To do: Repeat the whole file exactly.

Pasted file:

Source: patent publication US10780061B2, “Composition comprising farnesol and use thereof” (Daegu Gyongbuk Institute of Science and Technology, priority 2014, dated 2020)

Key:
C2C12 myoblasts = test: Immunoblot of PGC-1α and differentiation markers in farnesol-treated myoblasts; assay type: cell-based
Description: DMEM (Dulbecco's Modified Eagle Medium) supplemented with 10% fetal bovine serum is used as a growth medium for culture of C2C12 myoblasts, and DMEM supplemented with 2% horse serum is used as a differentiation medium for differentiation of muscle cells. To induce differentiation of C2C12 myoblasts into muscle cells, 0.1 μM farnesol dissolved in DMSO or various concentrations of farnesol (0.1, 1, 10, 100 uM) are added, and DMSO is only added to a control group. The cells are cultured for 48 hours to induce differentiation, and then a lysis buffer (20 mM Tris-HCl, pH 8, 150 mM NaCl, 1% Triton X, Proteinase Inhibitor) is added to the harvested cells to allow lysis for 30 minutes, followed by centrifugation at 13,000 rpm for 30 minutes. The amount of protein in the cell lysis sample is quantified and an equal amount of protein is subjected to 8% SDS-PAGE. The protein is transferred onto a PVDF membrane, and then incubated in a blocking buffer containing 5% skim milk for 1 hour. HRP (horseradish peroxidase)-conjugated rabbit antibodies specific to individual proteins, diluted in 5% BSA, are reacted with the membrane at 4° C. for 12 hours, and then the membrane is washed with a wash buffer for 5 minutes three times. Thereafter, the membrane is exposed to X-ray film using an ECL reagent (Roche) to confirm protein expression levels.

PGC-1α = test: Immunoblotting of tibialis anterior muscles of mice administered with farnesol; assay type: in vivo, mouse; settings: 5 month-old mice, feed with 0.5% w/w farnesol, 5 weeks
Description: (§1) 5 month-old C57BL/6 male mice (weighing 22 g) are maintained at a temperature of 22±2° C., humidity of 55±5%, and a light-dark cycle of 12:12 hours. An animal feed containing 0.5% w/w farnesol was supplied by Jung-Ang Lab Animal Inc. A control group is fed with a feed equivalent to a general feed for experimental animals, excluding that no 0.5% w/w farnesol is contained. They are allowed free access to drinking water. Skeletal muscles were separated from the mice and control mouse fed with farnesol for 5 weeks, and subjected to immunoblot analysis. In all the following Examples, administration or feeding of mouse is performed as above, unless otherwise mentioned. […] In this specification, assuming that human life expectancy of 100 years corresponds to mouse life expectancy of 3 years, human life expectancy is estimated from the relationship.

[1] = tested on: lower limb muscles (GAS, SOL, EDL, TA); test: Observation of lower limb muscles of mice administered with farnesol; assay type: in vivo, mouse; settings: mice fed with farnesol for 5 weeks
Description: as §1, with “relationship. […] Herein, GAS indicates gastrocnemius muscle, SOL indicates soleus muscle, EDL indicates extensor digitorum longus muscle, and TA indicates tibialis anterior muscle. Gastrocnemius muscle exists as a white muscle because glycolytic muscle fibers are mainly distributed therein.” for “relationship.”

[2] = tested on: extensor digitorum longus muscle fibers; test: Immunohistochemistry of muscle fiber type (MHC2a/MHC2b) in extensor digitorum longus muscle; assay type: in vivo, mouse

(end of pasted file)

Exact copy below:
Source: patent publication US10780061B2, “Composition comprising farnesol and use thereof” (Daegu Gyongbuk Institute of Science and Technology, priority 2014, dated 2020)

Key:
C2C12 myoblasts = test: Immunoblot of PGC-1α and differentiation markers in farnesol-treated myoblasts; assay type: cell-based
Description: DMEM (Dulbecco's Modified Eagle Medium) supplemented with 10% fetal bovine serum is used as a growth medium for culture of C2C12 myoblasts, and DMEM supplemented with 2% horse serum is used as a differentiation medium for differentiation of muscle cells. To induce differentiation of C2C12 myoblasts into muscle cells, 0.1 μM farnesol dissolved in DMSO or various concentrations of farnesol (0.1, 1, 10, 100 uM) are added, and DMSO is only added to a control group. The cells are cultured for 48 hours to induce differentiation, and then a lysis buffer (20 mM Tris-HCl, pH 8, 150 mM NaCl, 1% Triton X, Proteinase Inhibitor) is added to the harvested cells to allow lysis for 30 minutes, followed by centrifugation at 13,000 rpm for 30 minutes. The amount of protein in the cell lysis sample is quantified and an equal amount of protein is subjected to 8% SDS-PAGE. The protein is transferred onto a PVDF membrane, and then incubated in a blocking buffer containing 5% skim milk for 1 hour. HRP (horseradish peroxidase)-conjugated rabbit antibodies specific to individual proteins, diluted in 5% BSA, are reacted with the membrane at 4° C. for 12 hours, and then the membrane is washed with a wash buffer for 5 minutes three times. Thereafter, the membrane is exposed to X-ray film using an ECL reagent (Roche) to confirm protein expression levels.

PGC-1α = test: Immunoblotting of tibialis anterior muscles of mice administered with farnesol; assay type: in vivo, mouse; settings: 5 month-old mice, feed with 0.5% w/w farnesol, 5 weeks
Description: (§1) 5 month-old C57BL/6 male mice (weighing 22 g) are maintained at a temperature of 22±2° C., humidity of 55±5%, and a light-dark cycle of 12:12 hours. An animal feed containing 0.5% w/w farnesol was supplied by Jung-Ang Lab Animal Inc. A control group is fed with a feed equivalent to a general feed for experimental animals, excluding that no 0.5% w/w farnesol is contained. They are allowed free access to drinking water. Skeletal muscles were separated from the mice and control mouse fed with farnesol for 5 weeks, and subjected to immunoblot analysis. In all the following Examples, administration or feeding of mouse is performed as above, unless otherwise mentioned. […] In this specification, assuming that human life expectancy of 100 years corresponds to mouse life expectancy of 3 years, human life expectancy is estimated from the relationship.

[1] = tested on: lower limb muscles (GAS, SOL, EDL, TA); test: Observation of lower limb muscles of mice administered with farnesol; assay type: in vivo, mouse; settings: mice fed with farnesol for 5 weeks
Description: as §1, with “relationship. […] Herein, GAS indicates gastrocnemius muscle, SOL indicates soleus muscle, EDL indicates extensor digitorum longus muscle, and TA indicates tibialis anterior muscle. Gastrocnemius muscle exists as a white muscle because glycolytic muscle fibers are mainly distributed therein.” for “relationship.”

[2] = tested on: extensor digitorum longus muscle fibers; test: Immunohistochemistry of muscle fiber type (MHC2a/MHC2b) in extensor digitorum longus muscle; assay type: in vivo, mouse